Local News

Opinions vary on possible government shutdown

SEBRING - If you're a Highlands County resident receiving Social Security benefits, that probably won't change if the government shuts down next week. But if you need the Environmental Protection Agency to enforce a law, you may be out of luck. And the value of your stocks may drop. As is the case with Republicans and Democrats at the national level, local Republican and Democrat officials expressed sharply differing views regarding the looming shutdown on Oct. 1 if Congress does not pass a spending bill.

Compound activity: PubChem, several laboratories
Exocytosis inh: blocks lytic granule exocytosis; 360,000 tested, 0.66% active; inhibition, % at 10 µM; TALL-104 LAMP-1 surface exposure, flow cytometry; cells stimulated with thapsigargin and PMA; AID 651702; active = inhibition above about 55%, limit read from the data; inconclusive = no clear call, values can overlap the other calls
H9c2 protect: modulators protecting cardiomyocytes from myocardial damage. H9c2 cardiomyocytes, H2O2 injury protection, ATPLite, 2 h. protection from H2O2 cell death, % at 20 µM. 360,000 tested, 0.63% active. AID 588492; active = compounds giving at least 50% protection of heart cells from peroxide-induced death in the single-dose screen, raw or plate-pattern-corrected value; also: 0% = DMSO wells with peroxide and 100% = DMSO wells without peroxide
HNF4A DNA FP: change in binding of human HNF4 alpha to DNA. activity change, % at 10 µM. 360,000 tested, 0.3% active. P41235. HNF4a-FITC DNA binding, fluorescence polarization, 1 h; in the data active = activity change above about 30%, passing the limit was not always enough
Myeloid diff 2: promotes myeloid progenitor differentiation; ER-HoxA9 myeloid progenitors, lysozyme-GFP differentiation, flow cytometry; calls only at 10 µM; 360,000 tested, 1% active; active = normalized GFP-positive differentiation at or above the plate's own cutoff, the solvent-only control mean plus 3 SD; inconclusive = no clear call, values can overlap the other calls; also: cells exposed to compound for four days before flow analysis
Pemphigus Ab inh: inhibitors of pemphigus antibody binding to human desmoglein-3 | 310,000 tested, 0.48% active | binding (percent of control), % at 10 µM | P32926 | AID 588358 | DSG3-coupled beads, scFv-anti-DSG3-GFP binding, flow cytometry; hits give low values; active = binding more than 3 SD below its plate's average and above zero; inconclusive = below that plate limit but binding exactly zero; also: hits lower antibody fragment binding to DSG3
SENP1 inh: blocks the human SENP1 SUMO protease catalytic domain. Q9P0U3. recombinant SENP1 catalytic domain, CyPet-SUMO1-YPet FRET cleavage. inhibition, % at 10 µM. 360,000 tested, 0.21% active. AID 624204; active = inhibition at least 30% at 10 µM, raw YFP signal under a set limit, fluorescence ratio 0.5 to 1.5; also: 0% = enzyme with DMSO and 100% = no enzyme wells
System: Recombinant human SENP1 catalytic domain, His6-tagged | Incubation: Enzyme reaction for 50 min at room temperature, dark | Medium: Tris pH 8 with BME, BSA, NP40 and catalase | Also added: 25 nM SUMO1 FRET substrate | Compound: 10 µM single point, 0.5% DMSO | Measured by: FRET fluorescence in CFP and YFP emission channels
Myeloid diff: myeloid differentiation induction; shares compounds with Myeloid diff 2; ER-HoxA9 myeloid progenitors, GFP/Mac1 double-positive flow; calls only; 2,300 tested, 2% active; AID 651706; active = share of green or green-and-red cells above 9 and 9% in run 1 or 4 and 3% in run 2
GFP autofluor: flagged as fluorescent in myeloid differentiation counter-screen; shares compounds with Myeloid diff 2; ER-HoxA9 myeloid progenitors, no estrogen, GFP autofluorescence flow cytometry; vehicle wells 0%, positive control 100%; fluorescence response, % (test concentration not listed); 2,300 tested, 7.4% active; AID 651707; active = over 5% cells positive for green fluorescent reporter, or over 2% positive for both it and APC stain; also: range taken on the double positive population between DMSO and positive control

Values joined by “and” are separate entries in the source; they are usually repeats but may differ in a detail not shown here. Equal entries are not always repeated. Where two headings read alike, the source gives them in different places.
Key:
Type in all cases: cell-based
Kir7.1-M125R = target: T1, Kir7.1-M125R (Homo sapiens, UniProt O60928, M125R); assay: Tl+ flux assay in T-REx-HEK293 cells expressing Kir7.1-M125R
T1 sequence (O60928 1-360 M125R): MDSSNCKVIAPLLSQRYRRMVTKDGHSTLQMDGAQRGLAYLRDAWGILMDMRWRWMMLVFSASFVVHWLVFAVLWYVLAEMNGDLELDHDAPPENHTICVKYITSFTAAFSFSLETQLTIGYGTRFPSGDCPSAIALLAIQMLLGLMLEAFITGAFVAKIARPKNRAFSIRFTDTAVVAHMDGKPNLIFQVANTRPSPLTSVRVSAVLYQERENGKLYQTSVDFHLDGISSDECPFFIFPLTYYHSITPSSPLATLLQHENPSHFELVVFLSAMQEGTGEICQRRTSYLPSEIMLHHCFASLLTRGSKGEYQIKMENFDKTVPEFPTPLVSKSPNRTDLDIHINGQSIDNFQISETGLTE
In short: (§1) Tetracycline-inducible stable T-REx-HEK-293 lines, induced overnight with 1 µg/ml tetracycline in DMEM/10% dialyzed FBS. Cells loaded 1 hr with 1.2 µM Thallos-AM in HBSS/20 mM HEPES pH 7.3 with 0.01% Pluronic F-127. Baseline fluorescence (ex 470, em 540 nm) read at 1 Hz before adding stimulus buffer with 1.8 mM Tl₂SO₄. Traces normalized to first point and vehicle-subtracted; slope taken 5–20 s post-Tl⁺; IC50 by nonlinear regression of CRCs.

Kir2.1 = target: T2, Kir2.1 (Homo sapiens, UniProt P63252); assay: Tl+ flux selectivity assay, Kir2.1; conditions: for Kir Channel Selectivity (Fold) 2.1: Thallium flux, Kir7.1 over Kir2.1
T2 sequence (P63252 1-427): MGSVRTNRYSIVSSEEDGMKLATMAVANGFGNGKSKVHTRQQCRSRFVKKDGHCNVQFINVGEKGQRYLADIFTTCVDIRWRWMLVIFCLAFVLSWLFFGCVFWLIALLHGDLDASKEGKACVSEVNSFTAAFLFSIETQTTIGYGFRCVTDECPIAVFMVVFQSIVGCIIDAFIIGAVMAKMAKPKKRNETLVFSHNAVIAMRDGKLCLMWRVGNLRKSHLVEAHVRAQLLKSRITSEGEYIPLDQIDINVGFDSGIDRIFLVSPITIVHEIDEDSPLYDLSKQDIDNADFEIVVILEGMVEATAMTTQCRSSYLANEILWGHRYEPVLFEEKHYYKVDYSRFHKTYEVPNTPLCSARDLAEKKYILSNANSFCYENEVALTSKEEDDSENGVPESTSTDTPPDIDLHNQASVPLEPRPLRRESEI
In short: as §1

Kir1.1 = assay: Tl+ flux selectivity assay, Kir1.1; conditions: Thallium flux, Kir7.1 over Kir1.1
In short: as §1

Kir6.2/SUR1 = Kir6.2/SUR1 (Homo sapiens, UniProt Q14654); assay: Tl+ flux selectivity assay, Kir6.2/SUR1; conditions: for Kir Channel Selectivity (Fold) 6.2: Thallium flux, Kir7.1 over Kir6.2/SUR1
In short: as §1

The U.S. House of Representatives has passed a government funding bill that defunds President Barack Obama's health care law, called the Affordable Care Act or otherwise known as Obamacare. It's considered unlikely the Democratically controlled Senate would agree to that, and even if it does, the president says he would veto it, leading to the deadlock. Kathy Rapp, chairwoman of the Highlands County Republican Party, said although she doesn't tend to believe that government will shut down in the end, at the very least, if the issue is brought to a vote, senators will have to take a position. "I personally think we need to take a stand," Rapp said. "The people hate Obamacare. Let those senators who are going to be running for re-election decide who they are going to please -- their constituents or the president." Rapp said if the plan goes forward, it's going to be a "train wreck." "The middle class are the ones who are going to be suffering from this," she added. But Dave McCarthy, chairman of the Highlands County Democratic Party, said this is a chance for the Republican Party to decide whether it's going to be controlled by extremists who insist the party go in a certain direction. McCarthy said a majority want to try the health care act, but that the opposition is coming from extreme partisans. He said he believes the members of Congress are "nuts" to want to defund the health care act even if it means shutting down government. People's opinions on the health care act are affected by who they are listening to, he said. On Facebook Monday morning ,people expressing their views were by a large margin supportive of defunding Obamacare, even if it means shutting down the government. "I'm not Republican, but I don't like Obama care," stated June Stone Storicks. "I think it's a big mess." Zachary Simon Blatt expressed similar views. "...How can you shove another cost down the throats of people who already can't make it." But Joel Pacheco supported keeping the health act. "It will be the Republican's fault and it will cost next election," he wrote. "Just because polls on Fox News say people want it repealed, does not mean America wants it repealed. The prior polls in the prior elections proved this, not just on an electoral vote level, but popular vote as well. Republicans will have to learn it's the American people's way, not there's." The shutdown of government would occur if Congress doesn't resolve the issue of funding the healthcare act. According to the Huffington Post, people would get Social Security benefits, and Medicare would continue, although payments to doctors and hospitals might be delayed. Huffington Post also reports the national parks would be shut down and the National Cherry Blossom Festal Parade may be canceled. Air traffic controllers would stay on their jobs, but federal medical research would be disrupted, and pay for troops would be delayed, the Huffington Post added. Mail delivery would continue. The Environmental Protection Agency would essentially shut down, EPA Administrator Gina McCarthy said. As for stocks, both John Clark, head of Waypoints Financial in Sebring, and Phillip Statler, head of Statler Financial in Sebring, predicted stock values would fall. "How much is anyone's guess," Statler said. jmeisel@highlandstoday.com